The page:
by Matt Cassadey
Back in the 90s I lived in the southern Costa Rican city of San Isidro del General. I owned a car, but my preferred mode of transportation was the bicycle. I rode almost every day and one of my favorite training runs was to the top of El Alto, the highest peak between San Isidro and Playa Dominical. The climb was over a thousand feet in a distance of less than ten miles. I did it as much for the exhilarating high-speed ride back down the mountain as for the exercise. The last couple of kilometers before beginning the ascent wound through a neighborhood called El Hoyon. I would psych myself while passing through, preparing for the torturous climb. It was here, in a spot along the road that overlooked a warehouse of some kind, that I began encountering a man who hid himself in the high grass on the embankment above the warehouse. When I passed he would often be there, lurking, visible only from the waist up. He would shout something to get me to look, and when I glanced over while passing he would make odd, slurping sounds, sometimes saying, “ooo, que rico”, always those words. Though I couldn’t tell for sure in the couple seconds of view, he often appeared to be playing with himself.
One morning, I must have been riding a bit slower than usual, and he emerged from the brush and crossed the street in front of me, grinning at me as I approached. He plainly grabbed at his crotch as I passed, made the slurping sounds and said “ooo que rico.” I rode on without responding. In my teens and early twenties I had hitchhiked over thousands of miles of highways and had certainly had my share of weird experiences and strange advances, so there was nothing startling or scary about his actions. Besides, I was twice his size physically; he was a bedraggled looking guy in his 30s, dressed in jeans, dank work shirt and cheap black rubber boots. I felt sorry for him. He was clearly poor and likely simple in the head.
I kept an eye out for him any time I rode by. Sometimes he was there, more often not, but any time he saw me as I rode by, he would shout to get my attention and I would glance over as I sped by, catching a glimpse of his leering face. He would usually be a few feet down the embankment, so that his head was only a couple feet above the edge of the road, framed by the wild uncut grass. I sometimes wondered where he lived, if he had family in the area, but as time passed, I noticed him less and less.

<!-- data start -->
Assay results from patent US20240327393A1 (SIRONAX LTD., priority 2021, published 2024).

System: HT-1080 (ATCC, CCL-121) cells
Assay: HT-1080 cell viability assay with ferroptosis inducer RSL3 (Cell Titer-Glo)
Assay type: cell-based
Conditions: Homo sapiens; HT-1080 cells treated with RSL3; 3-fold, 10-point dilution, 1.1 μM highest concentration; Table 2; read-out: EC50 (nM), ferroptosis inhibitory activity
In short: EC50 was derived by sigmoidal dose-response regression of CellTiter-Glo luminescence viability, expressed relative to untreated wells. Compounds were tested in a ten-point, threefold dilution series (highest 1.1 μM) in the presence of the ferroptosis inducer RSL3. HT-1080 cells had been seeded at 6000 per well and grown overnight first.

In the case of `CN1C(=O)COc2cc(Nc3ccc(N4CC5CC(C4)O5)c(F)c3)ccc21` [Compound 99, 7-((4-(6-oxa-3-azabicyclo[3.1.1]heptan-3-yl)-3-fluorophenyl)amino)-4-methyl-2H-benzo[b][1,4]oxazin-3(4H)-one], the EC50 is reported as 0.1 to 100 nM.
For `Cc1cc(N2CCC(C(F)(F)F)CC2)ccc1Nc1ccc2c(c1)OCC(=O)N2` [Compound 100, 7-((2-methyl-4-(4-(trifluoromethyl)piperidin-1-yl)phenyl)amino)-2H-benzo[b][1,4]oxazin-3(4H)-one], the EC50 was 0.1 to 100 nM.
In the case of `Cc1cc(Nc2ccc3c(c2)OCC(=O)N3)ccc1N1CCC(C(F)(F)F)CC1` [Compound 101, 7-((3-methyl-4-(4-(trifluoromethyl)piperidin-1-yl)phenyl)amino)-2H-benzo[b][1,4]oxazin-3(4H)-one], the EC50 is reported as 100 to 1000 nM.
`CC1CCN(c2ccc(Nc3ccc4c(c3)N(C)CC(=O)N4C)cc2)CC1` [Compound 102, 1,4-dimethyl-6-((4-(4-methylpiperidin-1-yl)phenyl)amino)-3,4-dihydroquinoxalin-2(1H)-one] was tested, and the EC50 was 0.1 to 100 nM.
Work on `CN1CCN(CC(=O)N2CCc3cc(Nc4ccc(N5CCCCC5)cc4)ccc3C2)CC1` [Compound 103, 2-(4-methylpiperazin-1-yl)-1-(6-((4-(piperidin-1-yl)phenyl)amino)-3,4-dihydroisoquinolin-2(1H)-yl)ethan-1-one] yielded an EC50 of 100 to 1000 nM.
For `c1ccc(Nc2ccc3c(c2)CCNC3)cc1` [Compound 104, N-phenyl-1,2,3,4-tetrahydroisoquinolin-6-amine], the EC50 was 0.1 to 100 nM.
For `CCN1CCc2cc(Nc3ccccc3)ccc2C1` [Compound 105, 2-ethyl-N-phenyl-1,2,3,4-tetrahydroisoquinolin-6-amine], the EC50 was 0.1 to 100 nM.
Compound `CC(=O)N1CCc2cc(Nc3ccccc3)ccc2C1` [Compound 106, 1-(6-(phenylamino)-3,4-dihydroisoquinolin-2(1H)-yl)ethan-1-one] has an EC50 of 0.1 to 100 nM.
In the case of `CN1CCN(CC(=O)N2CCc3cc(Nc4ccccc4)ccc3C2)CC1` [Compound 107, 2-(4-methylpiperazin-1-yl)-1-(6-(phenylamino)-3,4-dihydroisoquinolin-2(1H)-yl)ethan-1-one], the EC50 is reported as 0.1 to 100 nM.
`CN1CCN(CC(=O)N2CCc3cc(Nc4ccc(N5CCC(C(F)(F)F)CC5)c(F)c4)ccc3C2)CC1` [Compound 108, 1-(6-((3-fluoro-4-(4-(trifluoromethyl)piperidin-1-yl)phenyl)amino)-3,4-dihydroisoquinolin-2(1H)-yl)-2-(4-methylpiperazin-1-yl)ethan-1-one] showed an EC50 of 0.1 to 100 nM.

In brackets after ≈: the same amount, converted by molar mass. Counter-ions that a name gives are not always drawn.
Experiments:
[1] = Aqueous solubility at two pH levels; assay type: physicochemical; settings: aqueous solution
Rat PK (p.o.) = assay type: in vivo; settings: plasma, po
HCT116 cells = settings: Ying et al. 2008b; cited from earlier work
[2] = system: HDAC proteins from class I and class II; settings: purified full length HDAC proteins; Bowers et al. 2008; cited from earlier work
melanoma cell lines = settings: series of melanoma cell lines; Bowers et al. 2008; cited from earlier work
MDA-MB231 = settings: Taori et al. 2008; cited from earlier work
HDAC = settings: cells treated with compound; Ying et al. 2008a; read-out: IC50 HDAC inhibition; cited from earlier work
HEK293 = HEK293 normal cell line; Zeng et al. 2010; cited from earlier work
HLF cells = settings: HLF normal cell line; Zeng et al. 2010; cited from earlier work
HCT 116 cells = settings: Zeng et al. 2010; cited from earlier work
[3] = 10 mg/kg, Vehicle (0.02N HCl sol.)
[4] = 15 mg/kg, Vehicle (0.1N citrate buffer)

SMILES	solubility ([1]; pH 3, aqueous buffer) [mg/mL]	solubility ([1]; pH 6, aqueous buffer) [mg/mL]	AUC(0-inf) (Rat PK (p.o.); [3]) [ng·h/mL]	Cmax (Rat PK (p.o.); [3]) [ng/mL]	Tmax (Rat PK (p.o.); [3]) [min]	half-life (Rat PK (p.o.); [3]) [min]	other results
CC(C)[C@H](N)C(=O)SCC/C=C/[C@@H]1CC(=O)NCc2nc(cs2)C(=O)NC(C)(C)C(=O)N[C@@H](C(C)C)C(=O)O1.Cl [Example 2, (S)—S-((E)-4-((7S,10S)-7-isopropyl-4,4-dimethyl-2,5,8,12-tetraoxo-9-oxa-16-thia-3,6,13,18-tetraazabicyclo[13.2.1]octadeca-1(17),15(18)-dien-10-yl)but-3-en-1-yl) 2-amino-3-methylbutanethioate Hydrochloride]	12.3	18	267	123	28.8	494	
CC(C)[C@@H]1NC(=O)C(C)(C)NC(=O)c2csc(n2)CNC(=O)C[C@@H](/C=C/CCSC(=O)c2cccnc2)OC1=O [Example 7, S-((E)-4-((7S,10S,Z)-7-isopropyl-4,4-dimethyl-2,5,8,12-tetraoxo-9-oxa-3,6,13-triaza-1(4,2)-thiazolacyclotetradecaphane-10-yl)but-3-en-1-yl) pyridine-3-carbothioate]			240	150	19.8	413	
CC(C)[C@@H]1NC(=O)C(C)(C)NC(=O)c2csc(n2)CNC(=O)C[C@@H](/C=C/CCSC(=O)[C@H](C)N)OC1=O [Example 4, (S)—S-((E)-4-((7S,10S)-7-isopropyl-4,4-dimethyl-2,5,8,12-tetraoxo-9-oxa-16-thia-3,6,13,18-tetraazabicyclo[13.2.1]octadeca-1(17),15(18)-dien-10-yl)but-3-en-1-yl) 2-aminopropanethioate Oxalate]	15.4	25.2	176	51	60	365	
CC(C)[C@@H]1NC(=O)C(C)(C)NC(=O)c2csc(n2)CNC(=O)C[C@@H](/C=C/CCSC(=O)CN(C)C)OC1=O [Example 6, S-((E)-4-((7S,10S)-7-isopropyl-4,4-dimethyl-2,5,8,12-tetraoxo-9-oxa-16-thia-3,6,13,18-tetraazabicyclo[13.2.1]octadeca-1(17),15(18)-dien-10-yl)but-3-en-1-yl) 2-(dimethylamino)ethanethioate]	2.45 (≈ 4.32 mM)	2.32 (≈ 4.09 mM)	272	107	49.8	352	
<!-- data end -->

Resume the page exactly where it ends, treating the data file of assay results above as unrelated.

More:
One morning as I pedaled through El Hoyon, I watched from the distance as he emerged from the bush and said something to a passing group of school aged children. The children quickly crossed the street to get away from him. As I passed he was stepping back down into his area and did not see me. I rode a hundred yards past, filled my left hand and pocket with several small rocks that I scooped up from the broken road side, and rode back slowly toward him. When he saw me he began his routine, but I stopped, dismounted from my bike and began firing rocks in his direction. I was only about ten feet away from him and though obscured, he was still an easy target. When he realized what was happening, he shouted something, a command, and suddenly three dogs tore from the bush and ran at me, barking. I fired a few more of the rocks in their direction, jumped on my bike and sprinted back toward San Isidro, growling dogs nipping at my heels.
Shortly thereafter, I moved to Quepos, and I never saw the guy again. I return to San Isidro from time to time, but El Hoyon has undergone a lot of development in the past ten years and the place where he once lurked is now the entrance to a large, open depository of some kind. Alas, the pervert is no more—but the memory of him lingers, like the residue of a bad dream.